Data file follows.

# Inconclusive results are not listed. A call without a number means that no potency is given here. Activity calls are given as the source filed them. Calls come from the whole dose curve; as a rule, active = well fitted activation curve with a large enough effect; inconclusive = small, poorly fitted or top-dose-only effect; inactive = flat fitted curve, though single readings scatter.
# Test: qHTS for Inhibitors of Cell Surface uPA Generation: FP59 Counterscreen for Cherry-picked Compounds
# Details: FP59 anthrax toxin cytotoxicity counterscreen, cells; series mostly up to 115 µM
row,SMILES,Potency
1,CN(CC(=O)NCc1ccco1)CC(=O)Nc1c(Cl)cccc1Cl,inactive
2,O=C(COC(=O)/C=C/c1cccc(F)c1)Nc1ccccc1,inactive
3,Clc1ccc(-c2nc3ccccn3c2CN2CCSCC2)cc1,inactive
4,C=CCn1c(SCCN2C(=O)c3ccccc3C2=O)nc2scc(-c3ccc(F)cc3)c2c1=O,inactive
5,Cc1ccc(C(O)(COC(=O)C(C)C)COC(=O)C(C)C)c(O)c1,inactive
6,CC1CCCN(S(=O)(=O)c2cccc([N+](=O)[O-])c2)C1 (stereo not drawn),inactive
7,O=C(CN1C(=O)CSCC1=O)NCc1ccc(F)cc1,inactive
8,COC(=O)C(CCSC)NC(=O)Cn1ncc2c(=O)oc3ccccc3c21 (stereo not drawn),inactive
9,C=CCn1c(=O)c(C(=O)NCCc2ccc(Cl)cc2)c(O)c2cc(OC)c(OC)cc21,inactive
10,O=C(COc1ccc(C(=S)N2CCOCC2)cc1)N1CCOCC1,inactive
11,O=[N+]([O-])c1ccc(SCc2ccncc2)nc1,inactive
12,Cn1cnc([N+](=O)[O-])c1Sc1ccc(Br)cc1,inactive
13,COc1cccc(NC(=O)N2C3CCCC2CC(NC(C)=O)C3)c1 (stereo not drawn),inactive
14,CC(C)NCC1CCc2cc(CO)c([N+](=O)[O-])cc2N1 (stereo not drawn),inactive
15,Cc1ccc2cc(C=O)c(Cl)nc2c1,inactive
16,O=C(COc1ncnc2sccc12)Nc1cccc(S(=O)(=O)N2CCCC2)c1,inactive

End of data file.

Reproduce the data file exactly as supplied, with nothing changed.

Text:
# Inconclusive results are not listed. A call without a number means that no potency is given here. Activity calls are given as the source filed them. Calls come from the whole dose curve; as a rule, active = well fitted activation curve with a large enough effect; inconclusive = small, poorly fitted or top-dose-only effect; inactive = flat fitted curve, though single readings scatter.
# Test: qHTS for Inhibitors of Cell Surface uPA Generation: FP59 Counterscreen for Cherry-picked Compounds
# Details: FP59 anthrax toxin cytotoxicity counterscreen, cells; series mostly up to 115 µM
row,SMILES,Potency
1,CN(CC(=O)NCc1ccco1)CC(=O)Nc1c(Cl)cccc1Cl,inactive
2,O=C(COC(=O)/C=C/c1cccc(F)c1)Nc1ccccc1,inactive
3,Clc1ccc(-c2nc3ccccn3c2CN2CCSCC2)cc1,inactive
4,C=CCn1c(SCCN2C(=O)c3ccccc3C2=O)nc2scc(-c3ccc(F)cc3)c2c1=O,inactive
5,Cc1ccc(C(O)(COC(=O)C(C)C)COC(=O)C(C)C)c(O)c1,inactive
6,CC1CCCN(S(=O)(=O)c2cccc([N+](=O)[O-])c2)C1 (stereo not drawn),inactive
7,O=C(CN1C(=O)CSCC1=O)NCc1ccc(F)cc1,inactive
8,COC(=O)C(CCSC)NC(=O)Cn1ncc2c(=O)oc3ccccc3c21 (stereo not drawn),inactive
9,C=CCn1c(=O)c(C(=O)NCCc2ccc(Cl)cc2)c(O)c2cc(OC)c(OC)cc21,inactive
10,O=C(COc1ccc(C(=S)N2CCOCC2)cc1)N1CCOCC1,inactive
11,O=[N+]([O-])c1ccc(SCc2ccncc2)nc1,inactive
12,Cn1cnc([N+](=O)[O-])c1Sc1ccc(Br)cc1,inactive
13,COc1cccc(NC(=O)N2C3CCCC2CC(NC(C)=O)C3)c1 (stereo not drawn),inactive
14,CC(C)NCC1CCc2cc(CO)c([N+](=O)[O-])cc2N1 (stereo not drawn),inactive
15,Cc1ccc2cc(C=O)c(Cl)nc2c1,inactive
16,O=C(COc1ncnc2sccc12)Nc1cccc(S(=O)(=O)N2CCCC2)c1,inactive